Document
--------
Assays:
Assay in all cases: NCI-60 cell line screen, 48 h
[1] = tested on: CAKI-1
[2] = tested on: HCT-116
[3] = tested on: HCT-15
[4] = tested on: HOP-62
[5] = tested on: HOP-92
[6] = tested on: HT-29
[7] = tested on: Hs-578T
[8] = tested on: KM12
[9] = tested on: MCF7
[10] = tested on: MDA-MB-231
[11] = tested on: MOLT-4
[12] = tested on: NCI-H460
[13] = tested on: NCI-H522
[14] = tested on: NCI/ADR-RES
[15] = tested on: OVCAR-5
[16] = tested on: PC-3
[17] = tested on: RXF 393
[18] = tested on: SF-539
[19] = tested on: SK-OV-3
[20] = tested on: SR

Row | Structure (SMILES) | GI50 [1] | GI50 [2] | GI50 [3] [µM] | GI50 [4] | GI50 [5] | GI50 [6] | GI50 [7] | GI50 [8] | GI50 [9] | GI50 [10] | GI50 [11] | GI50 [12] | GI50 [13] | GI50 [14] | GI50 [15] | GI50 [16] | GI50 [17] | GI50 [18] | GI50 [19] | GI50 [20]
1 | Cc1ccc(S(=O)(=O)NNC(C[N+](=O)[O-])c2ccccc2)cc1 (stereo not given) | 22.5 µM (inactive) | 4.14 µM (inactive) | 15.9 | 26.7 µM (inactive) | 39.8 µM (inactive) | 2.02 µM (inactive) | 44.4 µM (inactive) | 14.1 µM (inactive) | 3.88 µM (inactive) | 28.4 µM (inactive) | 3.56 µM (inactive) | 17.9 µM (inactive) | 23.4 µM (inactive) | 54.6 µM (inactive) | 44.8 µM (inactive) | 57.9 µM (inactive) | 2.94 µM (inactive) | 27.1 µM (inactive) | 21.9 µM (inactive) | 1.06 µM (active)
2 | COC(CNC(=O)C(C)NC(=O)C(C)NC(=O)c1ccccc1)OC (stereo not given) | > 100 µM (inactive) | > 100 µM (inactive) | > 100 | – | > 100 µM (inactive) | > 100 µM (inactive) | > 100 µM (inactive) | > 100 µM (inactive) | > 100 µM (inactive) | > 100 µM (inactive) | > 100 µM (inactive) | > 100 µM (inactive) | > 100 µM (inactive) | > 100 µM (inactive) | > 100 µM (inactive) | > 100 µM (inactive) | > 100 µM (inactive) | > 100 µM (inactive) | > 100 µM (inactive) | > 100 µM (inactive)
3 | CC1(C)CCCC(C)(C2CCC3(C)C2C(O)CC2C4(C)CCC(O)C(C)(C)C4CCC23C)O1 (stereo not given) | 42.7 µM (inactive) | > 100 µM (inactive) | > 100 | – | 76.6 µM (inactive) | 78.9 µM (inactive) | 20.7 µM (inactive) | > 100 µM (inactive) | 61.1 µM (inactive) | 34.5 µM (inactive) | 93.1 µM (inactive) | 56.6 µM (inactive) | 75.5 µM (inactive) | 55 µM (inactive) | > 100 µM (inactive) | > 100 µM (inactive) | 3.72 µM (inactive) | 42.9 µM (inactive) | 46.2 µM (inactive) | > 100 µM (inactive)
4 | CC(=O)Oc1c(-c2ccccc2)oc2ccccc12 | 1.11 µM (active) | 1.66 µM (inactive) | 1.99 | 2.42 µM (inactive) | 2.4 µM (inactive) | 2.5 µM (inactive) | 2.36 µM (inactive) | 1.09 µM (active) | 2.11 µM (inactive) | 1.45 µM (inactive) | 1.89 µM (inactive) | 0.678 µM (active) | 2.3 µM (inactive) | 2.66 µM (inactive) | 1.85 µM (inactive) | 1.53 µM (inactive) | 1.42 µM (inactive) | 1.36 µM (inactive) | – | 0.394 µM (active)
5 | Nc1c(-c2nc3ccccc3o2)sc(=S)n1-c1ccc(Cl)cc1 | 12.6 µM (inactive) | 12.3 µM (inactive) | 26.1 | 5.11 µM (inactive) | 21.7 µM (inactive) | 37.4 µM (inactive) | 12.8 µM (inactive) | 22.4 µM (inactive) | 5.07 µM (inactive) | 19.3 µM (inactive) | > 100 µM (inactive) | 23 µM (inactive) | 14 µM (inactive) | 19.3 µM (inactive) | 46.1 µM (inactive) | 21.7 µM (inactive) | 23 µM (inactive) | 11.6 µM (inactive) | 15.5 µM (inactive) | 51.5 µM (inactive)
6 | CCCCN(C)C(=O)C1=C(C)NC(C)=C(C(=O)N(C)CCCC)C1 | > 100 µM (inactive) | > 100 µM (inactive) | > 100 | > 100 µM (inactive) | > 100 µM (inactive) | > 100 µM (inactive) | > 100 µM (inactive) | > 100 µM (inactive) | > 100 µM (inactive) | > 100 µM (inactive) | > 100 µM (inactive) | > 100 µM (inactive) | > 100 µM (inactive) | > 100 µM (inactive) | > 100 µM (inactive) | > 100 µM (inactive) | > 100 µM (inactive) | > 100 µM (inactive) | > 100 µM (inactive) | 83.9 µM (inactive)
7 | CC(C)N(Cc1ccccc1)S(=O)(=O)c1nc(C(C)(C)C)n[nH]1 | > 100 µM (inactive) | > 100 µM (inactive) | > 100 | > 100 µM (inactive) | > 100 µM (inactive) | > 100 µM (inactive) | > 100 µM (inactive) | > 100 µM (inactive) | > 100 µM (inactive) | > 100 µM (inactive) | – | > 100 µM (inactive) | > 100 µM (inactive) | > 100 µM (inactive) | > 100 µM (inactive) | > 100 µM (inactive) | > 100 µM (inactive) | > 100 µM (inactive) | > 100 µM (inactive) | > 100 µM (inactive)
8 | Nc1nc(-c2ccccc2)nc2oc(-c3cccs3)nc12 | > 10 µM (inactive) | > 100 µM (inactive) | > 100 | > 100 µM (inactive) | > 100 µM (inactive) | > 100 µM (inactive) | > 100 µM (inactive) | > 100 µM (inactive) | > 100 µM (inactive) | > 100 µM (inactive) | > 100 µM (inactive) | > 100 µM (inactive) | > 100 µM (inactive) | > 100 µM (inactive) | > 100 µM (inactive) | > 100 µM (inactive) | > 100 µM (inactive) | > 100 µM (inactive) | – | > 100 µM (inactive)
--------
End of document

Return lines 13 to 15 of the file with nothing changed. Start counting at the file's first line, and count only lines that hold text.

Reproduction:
[11] = tested on: MOLT-4
[12] = tested on: NCI-H460
[13] = tested on: NCI-H522